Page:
A new crackdown on EU countries failing to run their economies efficiently was described by the European Commission today as “the most comprehensive reinforcement of economic governance since the launch of Economic and Monetary Union”.
A package of Commission proposals to reinforce existing debt and deficit rules includes the right of the Commission to issue automatic fines against member states.
Today’s Commission proposals – which need approval from EU finance ministers - acknowledge that current rules have not worked, with many EU countries way outside the agreed commitment to keep national deficits to below 3% of GDP, and debt within 60% of GDP.
And with many countries struggling with high unemployment and public sector cuts, forcing Treasuries back into line has proved impossible.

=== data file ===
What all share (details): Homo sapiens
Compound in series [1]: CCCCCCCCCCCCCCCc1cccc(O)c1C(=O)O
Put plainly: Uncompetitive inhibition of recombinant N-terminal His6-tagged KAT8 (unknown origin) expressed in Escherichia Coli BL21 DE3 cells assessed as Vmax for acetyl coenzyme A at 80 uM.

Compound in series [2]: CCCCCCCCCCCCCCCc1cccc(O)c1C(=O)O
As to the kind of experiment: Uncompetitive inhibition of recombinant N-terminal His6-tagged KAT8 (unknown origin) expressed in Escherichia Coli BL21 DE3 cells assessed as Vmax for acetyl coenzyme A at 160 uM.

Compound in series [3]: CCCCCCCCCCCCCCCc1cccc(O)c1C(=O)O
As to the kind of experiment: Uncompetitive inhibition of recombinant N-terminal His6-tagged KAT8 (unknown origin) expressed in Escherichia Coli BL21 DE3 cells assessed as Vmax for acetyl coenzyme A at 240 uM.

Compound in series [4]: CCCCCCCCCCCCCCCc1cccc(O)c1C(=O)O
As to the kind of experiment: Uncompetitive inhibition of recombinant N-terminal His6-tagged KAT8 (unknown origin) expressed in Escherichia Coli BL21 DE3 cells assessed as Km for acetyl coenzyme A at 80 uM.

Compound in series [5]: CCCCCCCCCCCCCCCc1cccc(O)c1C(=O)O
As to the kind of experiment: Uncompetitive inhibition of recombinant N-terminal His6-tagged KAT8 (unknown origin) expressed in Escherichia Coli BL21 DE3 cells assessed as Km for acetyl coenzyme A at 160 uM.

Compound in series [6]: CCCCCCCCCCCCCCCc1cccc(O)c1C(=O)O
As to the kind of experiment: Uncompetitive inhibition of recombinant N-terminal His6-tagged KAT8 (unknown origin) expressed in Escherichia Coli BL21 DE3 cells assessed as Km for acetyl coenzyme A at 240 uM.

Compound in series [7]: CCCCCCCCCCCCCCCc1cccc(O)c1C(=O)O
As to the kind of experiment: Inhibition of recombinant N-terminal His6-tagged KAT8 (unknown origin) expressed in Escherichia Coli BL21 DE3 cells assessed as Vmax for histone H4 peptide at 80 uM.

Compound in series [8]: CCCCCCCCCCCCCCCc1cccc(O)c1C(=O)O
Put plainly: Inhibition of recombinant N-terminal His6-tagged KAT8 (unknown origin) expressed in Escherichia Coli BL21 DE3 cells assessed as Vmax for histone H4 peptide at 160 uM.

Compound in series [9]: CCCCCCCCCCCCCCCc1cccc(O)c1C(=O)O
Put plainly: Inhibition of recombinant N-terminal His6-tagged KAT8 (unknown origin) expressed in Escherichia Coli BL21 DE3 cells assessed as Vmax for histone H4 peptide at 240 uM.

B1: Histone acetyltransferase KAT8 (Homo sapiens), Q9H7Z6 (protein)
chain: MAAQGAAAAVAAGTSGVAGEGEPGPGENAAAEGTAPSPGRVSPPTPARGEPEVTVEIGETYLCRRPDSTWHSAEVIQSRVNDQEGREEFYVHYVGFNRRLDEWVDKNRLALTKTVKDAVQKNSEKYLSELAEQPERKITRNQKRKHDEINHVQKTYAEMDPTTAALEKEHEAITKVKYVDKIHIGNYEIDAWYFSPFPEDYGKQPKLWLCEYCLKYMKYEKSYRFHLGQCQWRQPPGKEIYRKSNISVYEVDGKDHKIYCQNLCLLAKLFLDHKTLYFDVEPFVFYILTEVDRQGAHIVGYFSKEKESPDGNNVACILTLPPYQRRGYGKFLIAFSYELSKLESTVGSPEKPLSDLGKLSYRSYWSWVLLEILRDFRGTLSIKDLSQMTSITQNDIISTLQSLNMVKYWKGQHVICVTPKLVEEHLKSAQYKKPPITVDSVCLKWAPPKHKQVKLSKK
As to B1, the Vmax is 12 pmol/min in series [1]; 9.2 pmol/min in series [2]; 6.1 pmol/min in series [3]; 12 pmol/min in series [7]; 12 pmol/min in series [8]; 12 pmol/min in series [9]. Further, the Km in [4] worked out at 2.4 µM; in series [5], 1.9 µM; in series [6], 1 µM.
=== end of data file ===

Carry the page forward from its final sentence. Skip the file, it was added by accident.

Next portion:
But the Commission says it now has the backing of many EU governments who have accepted that the recent economic crisis requires tougher measures, not least in the wake of the Greek economic downturn which threatened the very existence of the euro.
Germany is firmly behind today’s proposals – but France is bitterly opposed.
A Commission statement today said: “These policy proposals underline the Commission’s strong will to proceed diligently with the necessary reforms.”
Critics interpret that this is, in effect, a takeover of economic governance from Brussels – although UK Chancellor George Osborne has already successfully negotiated the right not to submit details of Government Budget plans to the Commission before presenting them to MPs at Westminster.